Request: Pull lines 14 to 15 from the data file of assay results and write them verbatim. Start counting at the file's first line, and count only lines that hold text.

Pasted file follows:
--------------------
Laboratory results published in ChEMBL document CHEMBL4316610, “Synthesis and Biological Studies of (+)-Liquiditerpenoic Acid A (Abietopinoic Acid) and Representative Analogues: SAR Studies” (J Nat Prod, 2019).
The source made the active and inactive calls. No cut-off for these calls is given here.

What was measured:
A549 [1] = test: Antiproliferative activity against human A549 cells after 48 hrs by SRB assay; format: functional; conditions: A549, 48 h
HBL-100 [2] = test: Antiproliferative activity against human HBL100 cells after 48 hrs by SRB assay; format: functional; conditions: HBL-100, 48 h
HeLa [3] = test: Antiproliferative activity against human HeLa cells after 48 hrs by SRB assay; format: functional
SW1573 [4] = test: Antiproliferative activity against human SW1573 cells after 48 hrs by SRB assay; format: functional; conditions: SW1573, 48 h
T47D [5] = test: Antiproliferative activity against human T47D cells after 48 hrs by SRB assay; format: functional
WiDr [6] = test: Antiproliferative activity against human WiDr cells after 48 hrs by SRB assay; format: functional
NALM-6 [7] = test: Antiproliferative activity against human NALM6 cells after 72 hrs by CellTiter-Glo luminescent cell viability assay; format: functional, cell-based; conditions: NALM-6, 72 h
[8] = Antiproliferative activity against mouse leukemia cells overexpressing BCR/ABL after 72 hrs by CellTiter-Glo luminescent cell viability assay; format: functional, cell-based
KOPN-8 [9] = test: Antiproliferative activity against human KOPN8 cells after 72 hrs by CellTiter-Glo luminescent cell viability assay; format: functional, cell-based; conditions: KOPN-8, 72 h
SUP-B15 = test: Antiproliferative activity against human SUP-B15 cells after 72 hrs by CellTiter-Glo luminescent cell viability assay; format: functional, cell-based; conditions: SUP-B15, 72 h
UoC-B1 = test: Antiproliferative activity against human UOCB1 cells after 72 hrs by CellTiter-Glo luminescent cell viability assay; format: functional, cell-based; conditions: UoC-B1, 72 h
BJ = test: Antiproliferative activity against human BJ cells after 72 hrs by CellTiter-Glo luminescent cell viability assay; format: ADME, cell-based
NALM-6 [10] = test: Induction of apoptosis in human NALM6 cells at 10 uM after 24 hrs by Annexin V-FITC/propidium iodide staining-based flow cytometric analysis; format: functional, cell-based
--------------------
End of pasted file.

UoC-B1 = test: Antiproliferative activity against human UOCB1 cells after 72 hrs by CellTiter-Glo luminescent cell viability assay; format: functional, cell-based; conditions: UoC-B1, 72 h
BJ = test: Antiproliferative activity against human BJ cells after 72 hrs by CellTiter-Glo luminescent cell viability assay; format: ADME, cell-based